Prepared by Cislo & Thomas LLP Attorney Mark D. Nielsen, Ph.D.
1. In an interesting case out of the Federal Circuit, the Court affirmed a dismissal of infringement claims on the pleadings, which is a bit unusual. Here, the plaintiff accused the defendant of infringing four (4) patents based on the doctrine of equivalents. The key limitation in the patents was essentially, “pharmaceutically acceptable fluid comprising a mixture of polyethylene glycol and propylene glycol,” which was literally missing from the accused product. The plaintiff argued that ethanol, which was present in defendant’s product, and disclosed in its specification for the patents, was the equivalent of propylene glycol. The defendant moved for judgment on the pleadings asserting that the patents disclosed, but did not claim, ethanol as an alternative to propylene glycol – i.e., the disclosure-dedication rule from the 2002 Johnson & Johnston (not a typo) case. The Federal Circuit thus found that the asserted patents sufficiently disclosed the ethanol as an alternative to propylene glycol for the disclosure-dedication rule to apply. The Federal Circuit also rejected a more procedural challenge by the plaintiff, who argued that there were factual issues that precluded granting the motion for judgment on the pleadings. The Federal Circuit found a declaration submitted by the plaintiff to be a manufactured effort to create a factual issue, and that because disclosure-dedication was a question of law, there was no problem with the Court granting the motion. The takeaway here is that this may open the door for more dismissals on issues, such as infringement, traditionally thought to be relatively immune from dismissal at the pleading stage.
2. In an unusual case for IP Takeaways, the bankruptcy of United Cannabis Corp. in bankruptcy court in Colorado is raising two interesting issues: (1) the distinction between legal hemp and illegal marijuana, and (2) whether license fees from patents directed to formulations including THC. In this bankruptcy proceeding, the trustee is seeking to have the bankruptcy dismissed because it does not believe that the debtor’s finances are derived solely from legal hemp as opposed to illegal marijuana. Bankruptcy courts typically do not permit companies engaging in federally illegal cannabis business to utilize the bankruptcy process. The first issue is a distinction that often comes up in federal trademark filings. The debtor is claiming that its revenues are derived solely from legal hemp/CBD. The second issue may indicate that, even if the debtor’s primary business is legal hemp/CBD, it may nonetheless be deriving revenues from companies operating in violation of federal law who happen to be the debtor’s patent licensees. These are important issues at the intersection (cheers!) of IP and bankruptcy because, with the explosion of cannabis businesses in the last several years, there will likely be bankruptcies of such companies. The COVID-19 shut downs may only exacerbate business woes of cannabis companies and their investors. Because of this complex and novel situation, cannabis companies contemplating bankruptcy (which may not be available to them depending on the type of business they do) should consult experienced bankruptcy counsel to consider their options.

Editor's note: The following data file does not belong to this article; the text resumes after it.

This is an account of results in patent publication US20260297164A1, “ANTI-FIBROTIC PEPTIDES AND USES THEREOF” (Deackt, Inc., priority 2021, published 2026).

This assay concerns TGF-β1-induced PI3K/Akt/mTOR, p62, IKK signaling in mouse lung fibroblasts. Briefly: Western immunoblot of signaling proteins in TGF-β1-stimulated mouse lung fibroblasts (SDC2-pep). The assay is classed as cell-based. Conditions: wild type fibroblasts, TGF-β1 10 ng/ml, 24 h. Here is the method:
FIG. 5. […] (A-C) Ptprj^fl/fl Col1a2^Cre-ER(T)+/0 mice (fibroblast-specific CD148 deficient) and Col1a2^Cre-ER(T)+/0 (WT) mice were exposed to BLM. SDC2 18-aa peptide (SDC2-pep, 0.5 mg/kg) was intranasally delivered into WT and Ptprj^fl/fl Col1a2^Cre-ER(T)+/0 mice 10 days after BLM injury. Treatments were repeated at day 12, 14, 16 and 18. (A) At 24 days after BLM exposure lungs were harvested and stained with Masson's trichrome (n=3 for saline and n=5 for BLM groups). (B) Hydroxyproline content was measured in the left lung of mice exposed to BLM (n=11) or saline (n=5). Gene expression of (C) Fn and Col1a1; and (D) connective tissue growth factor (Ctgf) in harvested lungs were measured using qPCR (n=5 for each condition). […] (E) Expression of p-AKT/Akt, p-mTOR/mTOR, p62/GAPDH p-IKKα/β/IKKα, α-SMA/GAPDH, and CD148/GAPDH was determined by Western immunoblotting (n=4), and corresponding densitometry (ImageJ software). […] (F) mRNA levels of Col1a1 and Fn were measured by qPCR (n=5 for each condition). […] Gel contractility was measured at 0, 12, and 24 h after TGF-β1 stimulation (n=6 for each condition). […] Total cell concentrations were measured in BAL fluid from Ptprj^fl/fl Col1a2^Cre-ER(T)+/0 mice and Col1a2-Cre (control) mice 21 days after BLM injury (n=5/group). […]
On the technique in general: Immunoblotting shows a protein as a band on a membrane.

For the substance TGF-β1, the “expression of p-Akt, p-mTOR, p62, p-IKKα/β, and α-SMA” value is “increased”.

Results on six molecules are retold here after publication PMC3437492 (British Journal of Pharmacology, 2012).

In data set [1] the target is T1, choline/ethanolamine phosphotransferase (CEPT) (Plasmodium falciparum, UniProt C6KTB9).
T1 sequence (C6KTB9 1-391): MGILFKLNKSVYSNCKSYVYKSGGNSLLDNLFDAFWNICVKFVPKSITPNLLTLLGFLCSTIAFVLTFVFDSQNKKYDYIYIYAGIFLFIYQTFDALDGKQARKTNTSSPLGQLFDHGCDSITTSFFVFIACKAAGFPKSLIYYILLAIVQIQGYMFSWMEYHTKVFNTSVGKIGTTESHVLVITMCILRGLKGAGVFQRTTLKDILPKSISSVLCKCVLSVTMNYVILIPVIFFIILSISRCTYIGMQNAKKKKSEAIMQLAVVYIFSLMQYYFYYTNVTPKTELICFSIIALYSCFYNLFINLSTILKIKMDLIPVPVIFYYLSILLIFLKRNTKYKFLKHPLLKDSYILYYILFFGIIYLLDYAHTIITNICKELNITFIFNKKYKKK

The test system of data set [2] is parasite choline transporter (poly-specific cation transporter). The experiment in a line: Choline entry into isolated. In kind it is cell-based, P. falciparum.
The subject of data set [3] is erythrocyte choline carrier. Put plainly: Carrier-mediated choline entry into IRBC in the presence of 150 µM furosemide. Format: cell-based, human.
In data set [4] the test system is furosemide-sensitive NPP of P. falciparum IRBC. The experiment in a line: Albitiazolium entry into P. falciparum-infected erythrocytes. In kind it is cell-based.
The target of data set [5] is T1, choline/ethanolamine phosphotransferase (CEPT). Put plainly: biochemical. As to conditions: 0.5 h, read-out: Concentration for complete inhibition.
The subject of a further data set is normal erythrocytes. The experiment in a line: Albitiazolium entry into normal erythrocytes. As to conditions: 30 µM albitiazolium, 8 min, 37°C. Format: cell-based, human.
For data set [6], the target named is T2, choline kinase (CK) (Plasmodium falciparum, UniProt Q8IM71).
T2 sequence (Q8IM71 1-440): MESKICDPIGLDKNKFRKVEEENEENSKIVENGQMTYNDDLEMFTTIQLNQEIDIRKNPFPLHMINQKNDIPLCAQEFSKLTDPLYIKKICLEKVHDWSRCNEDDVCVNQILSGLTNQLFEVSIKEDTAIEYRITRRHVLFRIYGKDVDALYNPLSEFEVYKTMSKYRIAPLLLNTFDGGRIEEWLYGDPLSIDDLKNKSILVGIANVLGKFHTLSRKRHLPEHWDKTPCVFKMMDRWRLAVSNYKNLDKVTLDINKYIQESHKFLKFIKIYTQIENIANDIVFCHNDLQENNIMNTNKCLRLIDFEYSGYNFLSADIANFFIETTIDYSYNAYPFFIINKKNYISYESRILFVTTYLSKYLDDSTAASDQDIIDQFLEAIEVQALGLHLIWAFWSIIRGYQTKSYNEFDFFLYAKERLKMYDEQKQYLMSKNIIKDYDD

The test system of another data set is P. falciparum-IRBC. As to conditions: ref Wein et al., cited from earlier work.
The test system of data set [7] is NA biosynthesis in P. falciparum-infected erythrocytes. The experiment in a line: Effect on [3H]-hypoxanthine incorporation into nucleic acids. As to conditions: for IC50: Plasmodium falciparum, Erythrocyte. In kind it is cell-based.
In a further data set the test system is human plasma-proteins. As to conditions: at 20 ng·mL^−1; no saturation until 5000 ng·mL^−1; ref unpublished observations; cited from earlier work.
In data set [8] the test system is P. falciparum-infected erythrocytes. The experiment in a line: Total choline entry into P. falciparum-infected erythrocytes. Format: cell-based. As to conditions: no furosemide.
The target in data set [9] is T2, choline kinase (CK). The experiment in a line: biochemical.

3. In a recent opinion out of the Federal Circuit, the Court affirmed a ruling out of the Middle District of Florida touching on multiple aspects of intellectual property: (1) design patent, (2) copyright, and (3) trade dress. The plaintiff designed and sold a toy chalk holder made to appear like a No. 2 pencil. Shortly thereafter, the product was essentially copied, and the buyers of the plaintiff’s product stopped buying from plaintiff and began buying from the copyist. The lawsuit followed. The Middle District of Florida found non-infringement of the design patent, copyright invalidity, and no protectable trade dress. In reviewing the district court’s order, the Federal Circuit approved of all aspects of the district court’s analysis, going so far as to say that, “the district court followed our claim construction directives to a tee.” Slip Op. at 6. The Federal Circuit affirmed design patent non-infringement by finding that the similarities between the patented and accused products resided in the functional features and the features already in the prior art. Any other features were not substantially similar. In a sense, the Federal Circuit’s opinion on the design patent claim is a road map on how to make a good knock off product. The Federal Circuit also affirmed the district court in that the copyright was invalid because the utilitarian features and the article itself could not be separated. The Federal Circuit further affirmed the district court by finding that there was no secondary meaning shown for the asserted product design trade dress. In particular, the lack of trade dress protection was affirmed because the only evidence of secondary meaning was substantial sales, which may be probative of secondary meaning. The plaintiff, however, failed to show any evidence for how the relevant consuming public viewed the trade dress – as the product itself, or as a source identifier. I am proud to note that the Federal Circuit again cited its opinion in our firm’s case, Amini Innovation Corp. v. Anthony California, Inc..